I don't even know where I come off complaining about Tom Friedman. Yesterday, I was sitting in the CNAS conference room going over our presentations for tomorrow with my colleagues when, through the glass, I noticed a story on CNN about how actor Jon Voight was speaking out against President Obama. Russell Simmons then appeared to defend the president.
I suppose I could have just shaken my head about how ridiculous U.S. cable television news is and gone back to listening to Nagl talk about Iraq, but instead I had to work hard to keep from laughing because all that was going through my head at the time was this bit of Dave Chappelle monologue. This could be NSFW (language), depending on your workplace, so use headphones:
It is worth noting that the investigating officer for this report was not some cuddly JAG officer who has never seen combat but rather one of the most respected special operators in the U.S. Army -- a man who has no problem, I can assure you, killing bad guys. (His ridiculous bio is here.) On the one hand, it's nice to see the U.S. military step up and admit fault. On the other hand, if this incident is emblematic of a culture in the U.S. forces in Afghanistan that plays free and loose with 2,500-pound bombs, that's not good at all.
According to the senior military official, the report on the May 4 raids found that one plane was cleared to attack Taliban fighters, but then had to circle back and did not reconfirm the target before dropping bombs, leaving open the possibility that the militants had fled the site or that civilians had entered the target area in the intervening few minutes.
In another case, a compound of buildings where militants were massing for a possible counterattack against American and Afghan troops was struck in violation of rules that required a more imminent threat to justify putting high-density village dwellings at risk, the official said.“In several instances where there was a legitimate threat, the choice of how to deal with that threat did not comply with the standing rules of engagement,” said the military official, who provided a broad summary of the report’s initial findings on the condition of anonymity because the inquiry was not yet complete.
And finally, this might be the worst news of the day. Yesterday's hearings on Capitol Hill were kind of important, right? I mean, the confirmation of a controversial new commander for the war in Afghanistan should have attracted as much attention as the Spring 2007 hearing with General Petraeus and Ambassador Crocker, right?
The insurgents’ modern gear and the relative sophistication of their tactics and marksmanship indicated that these were not local guerrillas. The use of body armor, helmets and smoke grenades is “fairly rare” anywhere in Afghanistan, and “most likely indicates a skilled group [of] … foreign fighters with funding and previous experience [and] training,” an Army source in Afghanistan said.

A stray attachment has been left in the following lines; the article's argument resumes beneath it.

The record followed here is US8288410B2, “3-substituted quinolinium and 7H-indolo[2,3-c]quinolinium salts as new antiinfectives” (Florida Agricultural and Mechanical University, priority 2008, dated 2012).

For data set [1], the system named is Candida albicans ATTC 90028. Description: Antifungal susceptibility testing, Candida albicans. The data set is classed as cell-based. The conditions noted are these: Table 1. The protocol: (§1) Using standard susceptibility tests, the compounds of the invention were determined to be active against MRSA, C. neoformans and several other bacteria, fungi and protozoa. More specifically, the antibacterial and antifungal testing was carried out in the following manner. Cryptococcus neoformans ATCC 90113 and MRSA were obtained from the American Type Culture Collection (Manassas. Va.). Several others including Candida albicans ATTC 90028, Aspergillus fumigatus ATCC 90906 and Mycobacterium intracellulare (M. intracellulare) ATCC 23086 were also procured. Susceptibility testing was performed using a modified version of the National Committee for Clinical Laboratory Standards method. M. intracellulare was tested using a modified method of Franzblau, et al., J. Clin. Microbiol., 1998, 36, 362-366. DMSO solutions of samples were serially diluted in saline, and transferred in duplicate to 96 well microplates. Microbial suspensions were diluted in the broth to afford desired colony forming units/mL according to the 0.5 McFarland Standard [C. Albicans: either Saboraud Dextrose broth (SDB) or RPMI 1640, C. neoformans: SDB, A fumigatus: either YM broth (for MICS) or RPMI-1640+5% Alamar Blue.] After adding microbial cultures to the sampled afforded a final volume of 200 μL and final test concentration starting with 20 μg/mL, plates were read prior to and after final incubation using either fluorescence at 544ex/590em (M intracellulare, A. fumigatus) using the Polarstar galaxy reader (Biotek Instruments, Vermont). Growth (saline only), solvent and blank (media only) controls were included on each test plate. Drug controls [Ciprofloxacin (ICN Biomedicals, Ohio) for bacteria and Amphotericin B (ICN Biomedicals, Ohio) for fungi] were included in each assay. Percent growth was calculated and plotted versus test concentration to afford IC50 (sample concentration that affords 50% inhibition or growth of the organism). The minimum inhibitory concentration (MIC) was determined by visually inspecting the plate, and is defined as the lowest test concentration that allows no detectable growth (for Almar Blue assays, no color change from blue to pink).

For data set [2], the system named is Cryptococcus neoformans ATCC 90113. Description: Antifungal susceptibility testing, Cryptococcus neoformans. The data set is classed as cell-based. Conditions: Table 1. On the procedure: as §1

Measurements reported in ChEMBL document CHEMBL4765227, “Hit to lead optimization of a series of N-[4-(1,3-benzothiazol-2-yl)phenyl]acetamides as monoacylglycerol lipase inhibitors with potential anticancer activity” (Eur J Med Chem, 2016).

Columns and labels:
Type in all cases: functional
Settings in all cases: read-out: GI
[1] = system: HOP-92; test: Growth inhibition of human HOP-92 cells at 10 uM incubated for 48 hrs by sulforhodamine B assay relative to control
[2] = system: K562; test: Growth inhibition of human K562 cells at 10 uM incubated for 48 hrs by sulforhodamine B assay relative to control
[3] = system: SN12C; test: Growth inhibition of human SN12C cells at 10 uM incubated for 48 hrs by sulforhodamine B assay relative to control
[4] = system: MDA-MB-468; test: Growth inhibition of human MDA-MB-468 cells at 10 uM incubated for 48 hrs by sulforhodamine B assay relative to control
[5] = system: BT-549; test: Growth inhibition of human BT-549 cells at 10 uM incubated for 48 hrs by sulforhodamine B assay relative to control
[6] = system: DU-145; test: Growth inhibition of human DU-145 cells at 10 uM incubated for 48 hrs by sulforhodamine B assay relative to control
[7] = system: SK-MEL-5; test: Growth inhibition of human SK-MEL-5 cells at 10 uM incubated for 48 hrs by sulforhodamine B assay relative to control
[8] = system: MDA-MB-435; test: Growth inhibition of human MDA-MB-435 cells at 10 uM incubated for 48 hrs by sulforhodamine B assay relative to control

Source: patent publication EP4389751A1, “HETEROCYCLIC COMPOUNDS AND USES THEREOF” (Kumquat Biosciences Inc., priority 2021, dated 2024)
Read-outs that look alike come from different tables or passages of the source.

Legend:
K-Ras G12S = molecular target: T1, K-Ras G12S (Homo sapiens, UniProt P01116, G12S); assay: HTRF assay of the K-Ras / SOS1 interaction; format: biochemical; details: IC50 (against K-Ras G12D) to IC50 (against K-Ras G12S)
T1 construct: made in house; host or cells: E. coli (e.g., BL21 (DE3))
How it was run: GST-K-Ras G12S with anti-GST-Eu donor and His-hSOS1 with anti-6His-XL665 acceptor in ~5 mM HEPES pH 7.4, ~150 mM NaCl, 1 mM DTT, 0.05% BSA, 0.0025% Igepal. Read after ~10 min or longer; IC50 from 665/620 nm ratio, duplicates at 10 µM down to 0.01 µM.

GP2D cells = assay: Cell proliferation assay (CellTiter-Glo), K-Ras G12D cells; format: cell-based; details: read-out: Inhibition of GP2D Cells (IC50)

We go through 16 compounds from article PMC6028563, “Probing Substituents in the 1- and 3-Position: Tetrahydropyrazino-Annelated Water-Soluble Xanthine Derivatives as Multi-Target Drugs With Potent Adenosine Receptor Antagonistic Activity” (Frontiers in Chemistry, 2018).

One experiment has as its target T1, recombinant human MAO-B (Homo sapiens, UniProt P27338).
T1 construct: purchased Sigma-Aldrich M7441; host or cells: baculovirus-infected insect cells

This view was supported by the fact that coalition interpreters monitoring the guerrillas’ communications said they heard two non-Afghan languages. One was Farsi, Cannata said, adding that the interpreters had specifically identified the language as such, rather than Dari, a language spoken in northern and western Afghanistan that is closely related to Farsi but is not usually spoken by the Pashtuns from whom the Taliban draw their recruits.
Farsi, or Persian, is the principal language spoken in Iran. But Cannata was quick to caution against assuming that the presence of Farsi-speaking insurgents indicated that Iranian operatives were fighting U.S. troops. “That doesn’t necessarily mean ‘Iranian,’ I wouldn’t want to lead anybody down the wrong route on that,” Cannata said. Versions of Farsi are also spoken in Tajikistan and Uzbekistan.
Let me make this clear: JSOC did not "win" the Surge and was not primarily responsible for the security gains in Iraq in 2007. They just played a significant role that has yet to be explored by any of the books and articles written. (We will learn a lot, in fact, when everything is declassified one day.) And I do not have any "inside take" on what happened in 2007, a year I spent in London and not Baghdad. This is sensationalist. I may know many of the planners and strategists responsible for the security gains of 2007, but a) those people disagree among themselves about what happened in 2007 and b) so do about 1,000 other people."Indeed, Andrew Exum, an ex-Ranger better known as the blogger Abu Muqawama and one of the leading public experts on counterinsurgency, told Ambinder that his inside take on the 'surge' in Iraq was that it was won not by the increase in U.S. troop levels, but by the elite killers of JSOC — as led by Stan McChrystal." [emphasis mine]And here's what Ambinder actually wrote:"Andrew Exum, a former Army Ranger who served in Iraq, wrote yesterday on his pseudonymous blog, Abu Muqawama, that 'I do know that many policy-makers and journalists think that McChrystal's work as the head of the super-secret Joint Special Operations Command was the untold success story of the Surge and the greater war on terror campaigns.'" [emphasis mine again]